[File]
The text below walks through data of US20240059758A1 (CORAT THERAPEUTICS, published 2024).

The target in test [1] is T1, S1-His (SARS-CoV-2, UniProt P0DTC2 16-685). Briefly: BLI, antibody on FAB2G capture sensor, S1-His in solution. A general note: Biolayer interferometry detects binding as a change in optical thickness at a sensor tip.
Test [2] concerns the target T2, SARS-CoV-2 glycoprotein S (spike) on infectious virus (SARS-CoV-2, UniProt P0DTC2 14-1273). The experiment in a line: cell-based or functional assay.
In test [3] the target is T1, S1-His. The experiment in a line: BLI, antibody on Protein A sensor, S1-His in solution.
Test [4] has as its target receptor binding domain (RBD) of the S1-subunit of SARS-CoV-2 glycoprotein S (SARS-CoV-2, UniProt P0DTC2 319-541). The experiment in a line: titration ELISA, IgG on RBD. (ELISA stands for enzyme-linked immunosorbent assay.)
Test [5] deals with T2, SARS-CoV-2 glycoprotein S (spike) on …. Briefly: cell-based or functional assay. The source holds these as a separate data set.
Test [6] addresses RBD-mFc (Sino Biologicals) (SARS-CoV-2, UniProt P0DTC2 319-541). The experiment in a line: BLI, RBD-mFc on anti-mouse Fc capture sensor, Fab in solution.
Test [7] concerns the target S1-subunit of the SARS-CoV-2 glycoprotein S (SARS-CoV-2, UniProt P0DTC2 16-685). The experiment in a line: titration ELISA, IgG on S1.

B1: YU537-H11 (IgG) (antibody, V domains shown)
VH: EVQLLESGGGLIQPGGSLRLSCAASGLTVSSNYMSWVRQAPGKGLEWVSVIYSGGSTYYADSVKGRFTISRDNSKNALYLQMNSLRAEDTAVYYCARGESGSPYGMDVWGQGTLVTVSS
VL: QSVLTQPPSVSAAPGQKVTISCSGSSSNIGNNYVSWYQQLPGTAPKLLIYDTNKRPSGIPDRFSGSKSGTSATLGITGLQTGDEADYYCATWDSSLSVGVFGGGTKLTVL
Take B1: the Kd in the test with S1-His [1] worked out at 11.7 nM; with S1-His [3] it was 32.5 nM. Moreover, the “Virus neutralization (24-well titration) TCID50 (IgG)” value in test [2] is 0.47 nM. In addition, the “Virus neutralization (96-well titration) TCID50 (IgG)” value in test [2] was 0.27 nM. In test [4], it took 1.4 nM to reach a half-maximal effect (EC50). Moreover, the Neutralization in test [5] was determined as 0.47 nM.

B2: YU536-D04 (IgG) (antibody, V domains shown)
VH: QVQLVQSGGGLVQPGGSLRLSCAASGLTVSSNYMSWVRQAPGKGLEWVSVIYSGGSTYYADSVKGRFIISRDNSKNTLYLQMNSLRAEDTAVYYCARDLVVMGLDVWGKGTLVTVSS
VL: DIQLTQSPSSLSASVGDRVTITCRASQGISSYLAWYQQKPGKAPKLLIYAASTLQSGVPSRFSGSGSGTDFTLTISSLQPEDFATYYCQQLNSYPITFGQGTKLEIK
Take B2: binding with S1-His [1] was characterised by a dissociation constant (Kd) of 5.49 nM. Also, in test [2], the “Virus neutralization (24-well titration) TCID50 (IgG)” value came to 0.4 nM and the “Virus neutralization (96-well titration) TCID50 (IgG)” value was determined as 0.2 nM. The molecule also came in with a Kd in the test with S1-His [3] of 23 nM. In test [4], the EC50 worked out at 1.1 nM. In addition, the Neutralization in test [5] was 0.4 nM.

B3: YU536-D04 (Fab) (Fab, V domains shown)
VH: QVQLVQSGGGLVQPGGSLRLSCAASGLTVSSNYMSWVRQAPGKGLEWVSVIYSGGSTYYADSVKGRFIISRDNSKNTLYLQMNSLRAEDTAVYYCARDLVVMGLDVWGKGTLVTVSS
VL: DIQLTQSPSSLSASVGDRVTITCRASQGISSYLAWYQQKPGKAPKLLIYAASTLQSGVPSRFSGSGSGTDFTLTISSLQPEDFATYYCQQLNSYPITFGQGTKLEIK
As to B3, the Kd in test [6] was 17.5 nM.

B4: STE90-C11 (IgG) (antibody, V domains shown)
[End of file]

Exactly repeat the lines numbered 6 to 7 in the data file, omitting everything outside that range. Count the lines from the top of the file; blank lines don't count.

Test [5] deals with T2, SARS-CoV-2 glycoprotein S (spike) on …. Briefly: cell-based or functional assay. The source holds these as a separate data set.
Test [6] addresses RBD-mFc (Sino Biologicals) (SARS-CoV-2, UniProt P0DTC2 319-541). The experiment in a line: BLI, RBD-mFc on anti-mouse Fc capture sensor, Fab in solution.